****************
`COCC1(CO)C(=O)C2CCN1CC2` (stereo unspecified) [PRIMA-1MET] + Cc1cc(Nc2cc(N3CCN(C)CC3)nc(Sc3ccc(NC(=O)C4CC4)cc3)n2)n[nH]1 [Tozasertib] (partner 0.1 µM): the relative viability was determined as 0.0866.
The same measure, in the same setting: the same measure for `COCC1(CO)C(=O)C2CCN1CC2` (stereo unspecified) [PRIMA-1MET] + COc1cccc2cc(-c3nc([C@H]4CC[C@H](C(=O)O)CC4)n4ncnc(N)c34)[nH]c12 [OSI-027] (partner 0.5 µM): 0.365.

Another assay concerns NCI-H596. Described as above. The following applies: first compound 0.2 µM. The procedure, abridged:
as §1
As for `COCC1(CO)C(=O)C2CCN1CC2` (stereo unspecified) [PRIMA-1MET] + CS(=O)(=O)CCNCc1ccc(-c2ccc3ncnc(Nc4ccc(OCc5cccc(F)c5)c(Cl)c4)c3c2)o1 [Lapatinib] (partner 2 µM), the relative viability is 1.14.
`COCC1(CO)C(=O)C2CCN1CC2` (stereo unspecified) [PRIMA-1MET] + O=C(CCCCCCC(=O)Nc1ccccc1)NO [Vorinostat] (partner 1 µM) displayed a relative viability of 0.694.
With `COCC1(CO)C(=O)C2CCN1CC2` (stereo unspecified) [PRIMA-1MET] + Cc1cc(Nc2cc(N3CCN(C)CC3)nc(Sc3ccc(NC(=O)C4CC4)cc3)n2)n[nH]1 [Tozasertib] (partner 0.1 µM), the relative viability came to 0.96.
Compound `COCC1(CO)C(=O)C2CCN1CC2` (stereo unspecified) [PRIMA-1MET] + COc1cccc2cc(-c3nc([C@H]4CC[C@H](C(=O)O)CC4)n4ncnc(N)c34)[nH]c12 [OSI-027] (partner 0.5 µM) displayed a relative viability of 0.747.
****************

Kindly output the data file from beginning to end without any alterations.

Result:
`COCC1(CO)C(=O)C2CCN1CC2` (stereo unspecified) [PRIMA-1MET] + Cc1cc(Nc2cc(N3CCN(C)CC3)nc(Sc3ccc(NC(=O)C4CC4)cc3)n2)n[nH]1 [Tozasertib] (partner 0.1 µM): the relative viability was determined as 0.0866.
The same measure, in the same setting: the same measure for `COCC1(CO)C(=O)C2CCN1CC2` (stereo unspecified) [PRIMA-1MET] + COc1cccc2cc(-c3nc([C@H]4CC[C@H](C(=O)O)CC4)n4ncnc(N)c34)[nH]c12 [OSI-027] (partner 0.5 µM): 0.365.

Another assay concerns NCI-H596. Described as above. The following applies: first compound 0.2 µM. The procedure, abridged:
as §1
As for `COCC1(CO)C(=O)C2CCN1CC2` (stereo unspecified) [PRIMA-1MET] + CS(=O)(=O)CCNCc1ccc(-c2ccc3ncnc(Nc4ccc(OCc5cccc(F)c5)c(Cl)c4)c3c2)o1 [Lapatinib] (partner 2 µM), the relative viability is 1.14.
`COCC1(CO)C(=O)C2CCN1CC2` (stereo unspecified) [PRIMA-1MET] + O=C(CCCCCCC(=O)Nc1ccccc1)NO [Vorinostat] (partner 1 µM) displayed a relative viability of 0.694.
With `COCC1(CO)C(=O)C2CCN1CC2` (stereo unspecified) [PRIMA-1MET] + Cc1cc(Nc2cc(N3CCN(C)CC3)nc(Sc3ccc(NC(=O)C4CC4)cc3)n2)n[nH]1 [Tozasertib] (partner 0.1 µM), the relative viability came to 0.96.
Compound `COCC1(CO)C(=O)C2CCN1CC2` (stereo unspecified) [PRIMA-1MET] + COc1cccc2cc(-c3nc([C@H]4CC[C@H](C(=O)O)CC4)n4ncnc(N)c34)[nH]c12 [OSI-027] (partner 0.5 µM) displayed a relative viability of 0.747.